- In a Wall Street Journal op-ed piece last month, the Brookings Institution's Matthew M. Chingos and Harvard's Paul E. Peterson proclaimed their new study's findings, which said that African-American students who attended private schools using a 1990s New York City voucher program were 24% more likely to enroll in college than black students who didn't win a voucher lottery.
- Now, in a paper published today by the National Education Policy Center, Sara Goldrick-Rab, an associate professor of educational policy studies and sociology at the University of Wisconsin at Madison, argues that the two scholars play down the study's true main finding: a total lack of "evidence that the vouchers were effective in advancing the participation of students in higher education."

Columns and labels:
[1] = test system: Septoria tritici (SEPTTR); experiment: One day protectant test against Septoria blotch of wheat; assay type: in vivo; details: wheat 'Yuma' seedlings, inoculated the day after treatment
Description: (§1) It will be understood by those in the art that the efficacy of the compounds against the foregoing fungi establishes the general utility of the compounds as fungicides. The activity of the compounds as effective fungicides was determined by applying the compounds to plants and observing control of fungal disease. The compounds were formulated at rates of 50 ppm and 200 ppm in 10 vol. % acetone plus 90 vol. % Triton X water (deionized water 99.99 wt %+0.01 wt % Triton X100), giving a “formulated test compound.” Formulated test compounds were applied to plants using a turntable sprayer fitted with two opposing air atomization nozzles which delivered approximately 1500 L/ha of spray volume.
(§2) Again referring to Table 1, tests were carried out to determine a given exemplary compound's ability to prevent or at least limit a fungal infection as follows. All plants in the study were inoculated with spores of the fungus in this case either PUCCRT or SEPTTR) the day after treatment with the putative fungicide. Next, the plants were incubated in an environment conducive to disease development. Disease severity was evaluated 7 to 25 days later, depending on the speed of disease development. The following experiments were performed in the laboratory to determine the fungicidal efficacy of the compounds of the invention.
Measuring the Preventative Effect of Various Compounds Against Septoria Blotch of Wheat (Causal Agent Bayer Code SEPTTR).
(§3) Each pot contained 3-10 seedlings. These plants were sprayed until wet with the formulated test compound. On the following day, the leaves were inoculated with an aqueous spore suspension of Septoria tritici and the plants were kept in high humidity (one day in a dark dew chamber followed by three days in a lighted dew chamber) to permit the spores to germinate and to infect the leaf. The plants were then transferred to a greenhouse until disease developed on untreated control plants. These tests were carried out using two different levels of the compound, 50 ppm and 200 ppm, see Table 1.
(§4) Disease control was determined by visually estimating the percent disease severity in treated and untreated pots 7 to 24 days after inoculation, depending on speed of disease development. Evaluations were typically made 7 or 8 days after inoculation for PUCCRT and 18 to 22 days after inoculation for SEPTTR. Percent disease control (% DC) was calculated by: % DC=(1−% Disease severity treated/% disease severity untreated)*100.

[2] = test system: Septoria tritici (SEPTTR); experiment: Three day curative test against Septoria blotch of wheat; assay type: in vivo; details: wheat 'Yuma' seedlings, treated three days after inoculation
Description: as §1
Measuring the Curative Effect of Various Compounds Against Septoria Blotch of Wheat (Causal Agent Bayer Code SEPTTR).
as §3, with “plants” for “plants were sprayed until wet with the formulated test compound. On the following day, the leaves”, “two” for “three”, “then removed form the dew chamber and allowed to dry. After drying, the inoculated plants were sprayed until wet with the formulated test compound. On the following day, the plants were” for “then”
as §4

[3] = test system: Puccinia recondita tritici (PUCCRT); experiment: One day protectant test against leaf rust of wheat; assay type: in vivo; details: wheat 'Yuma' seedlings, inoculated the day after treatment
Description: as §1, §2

- Chingos and Peterson defended their study in an e-mail to Inside Higher Ed, concluding, "The one result that can be reached with confidence is that the impact of vouchers for African Americans was positive. None of the issues raised in this commentary compromise that conclusion."
From the article:
From the high-profile perch of The Wall Street Journal's op-ed page last month, Matthew M. Chingos and Paul E. Peterson trumpeted the findings of their new study: that African-American students who used New York City vouchers to attend private schools in a 1990s program were 24 percent more likely to enroll in college than were black students who didn't win a voucher lottery. ...